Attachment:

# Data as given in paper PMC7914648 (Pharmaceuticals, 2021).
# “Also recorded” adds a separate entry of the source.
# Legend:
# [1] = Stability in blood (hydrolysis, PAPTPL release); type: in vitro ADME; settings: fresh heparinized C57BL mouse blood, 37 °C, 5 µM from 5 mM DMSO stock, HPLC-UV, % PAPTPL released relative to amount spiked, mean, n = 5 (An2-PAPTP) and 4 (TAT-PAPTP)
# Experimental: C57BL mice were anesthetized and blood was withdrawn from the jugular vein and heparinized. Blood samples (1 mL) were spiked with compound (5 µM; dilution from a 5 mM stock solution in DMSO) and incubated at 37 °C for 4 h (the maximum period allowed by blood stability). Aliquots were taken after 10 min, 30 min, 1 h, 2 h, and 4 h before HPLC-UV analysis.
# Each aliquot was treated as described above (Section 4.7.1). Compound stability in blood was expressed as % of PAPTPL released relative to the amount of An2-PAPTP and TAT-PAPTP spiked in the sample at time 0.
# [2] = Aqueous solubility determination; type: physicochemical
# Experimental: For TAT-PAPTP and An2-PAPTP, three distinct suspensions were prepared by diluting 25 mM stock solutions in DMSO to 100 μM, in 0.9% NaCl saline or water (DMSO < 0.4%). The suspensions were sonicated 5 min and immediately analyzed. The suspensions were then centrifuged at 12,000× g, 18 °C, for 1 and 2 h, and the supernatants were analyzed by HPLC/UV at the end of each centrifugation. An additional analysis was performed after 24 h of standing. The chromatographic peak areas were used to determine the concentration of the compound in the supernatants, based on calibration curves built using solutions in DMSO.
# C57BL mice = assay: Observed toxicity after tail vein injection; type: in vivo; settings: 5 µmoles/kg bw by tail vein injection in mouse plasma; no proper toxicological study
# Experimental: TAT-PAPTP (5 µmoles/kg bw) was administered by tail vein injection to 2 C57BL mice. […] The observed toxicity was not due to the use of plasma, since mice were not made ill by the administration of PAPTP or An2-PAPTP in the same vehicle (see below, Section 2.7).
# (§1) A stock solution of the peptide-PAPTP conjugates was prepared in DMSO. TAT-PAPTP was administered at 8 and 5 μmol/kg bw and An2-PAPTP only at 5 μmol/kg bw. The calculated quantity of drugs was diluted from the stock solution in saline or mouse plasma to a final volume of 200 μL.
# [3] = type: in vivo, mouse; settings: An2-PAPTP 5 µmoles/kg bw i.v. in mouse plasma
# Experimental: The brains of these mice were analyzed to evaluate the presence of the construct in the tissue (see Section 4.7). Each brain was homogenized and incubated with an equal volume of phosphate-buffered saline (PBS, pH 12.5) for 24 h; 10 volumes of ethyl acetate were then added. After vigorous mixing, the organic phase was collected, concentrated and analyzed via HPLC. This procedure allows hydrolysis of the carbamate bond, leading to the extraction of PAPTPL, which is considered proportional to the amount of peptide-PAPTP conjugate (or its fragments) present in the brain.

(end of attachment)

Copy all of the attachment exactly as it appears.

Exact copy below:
# Data as given in paper PMC7914648 (Pharmaceuticals, 2021).
# “Also recorded” adds a separate entry of the source.
# Legend:
# [1] = Stability in blood (hydrolysis, PAPTPL release); type: in vitro ADME; settings: fresh heparinized C57BL mouse blood, 37 °C, 5 µM from 5 mM DMSO stock, HPLC-UV, % PAPTPL released relative to amount spiked, mean, n = 5 (An2-PAPTP) and 4 (TAT-PAPTP)
# Experimental: C57BL mice were anesthetized and blood was withdrawn from the jugular vein and heparinized. Blood samples (1 mL) were spiked with compound (5 µM; dilution from a 5 mM stock solution in DMSO) and incubated at 37 °C for 4 h (the maximum period allowed by blood stability). Aliquots were taken after 10 min, 30 min, 1 h, 2 h, and 4 h before HPLC-UV analysis.
# Each aliquot was treated as described above (Section 4.7.1). Compound stability in blood was expressed as % of PAPTPL released relative to the amount of An2-PAPTP and TAT-PAPTP spiked in the sample at time 0.
# [2] = Aqueous solubility determination; type: physicochemical
# Experimental: For TAT-PAPTP and An2-PAPTP, three distinct suspensions were prepared by diluting 25 mM stock solutions in DMSO to 100 μM, in 0.9% NaCl saline or water (DMSO < 0.4%). The suspensions were sonicated 5 min and immediately analyzed. The suspensions were then centrifuged at 12,000× g, 18 °C, for 1 and 2 h, and the supernatants were analyzed by HPLC/UV at the end of each centrifugation. An additional analysis was performed after 24 h of standing. The chromatographic peak areas were used to determine the concentration of the compound in the supernatants, based on calibration curves built using solutions in DMSO.
# C57BL mice = assay: Observed toxicity after tail vein injection; type: in vivo; settings: 5 µmoles/kg bw by tail vein injection in mouse plasma; no proper toxicological study
# Experimental: TAT-PAPTP (5 µmoles/kg bw) was administered by tail vein injection to 2 C57BL mice. […] The observed toxicity was not due to the use of plasma, since mice were not made ill by the administration of PAPTP or An2-PAPTP in the same vehicle (see below, Section 2.7).
# (§1) A stock solution of the peptide-PAPTP conjugates was prepared in DMSO. TAT-PAPTP was administered at 8 and 5 μmol/kg bw and An2-PAPTP only at 5 μmol/kg bw. The calculated quantity of drugs was diluted from the stock solution in saline or mouse plasma to a final volume of 200 μL.
# [3] = type: in vivo, mouse; settings: An2-PAPTP 5 µmoles/kg bw i.v. in mouse plasma
# Experimental: The brains of these mice were analyzed to evaluate the presence of the construct in the tissue (see Section 4.7). Each brain was homogenized and incubated with an equal volume of phosphate-buffered saline (PBS, pH 12.5) for 24 h; 10 volumes of ethyl acetate were then added. After vigorous mixing, the organic phase was collected, concentrated and analyzed via HPLC. This procedure allows hydrolysis of the carbamate bond, leading to the extraction of PAPTPL, which is considered proportional to the amount of peptide-PAPTP conjugate (or its fragments) present in the brain.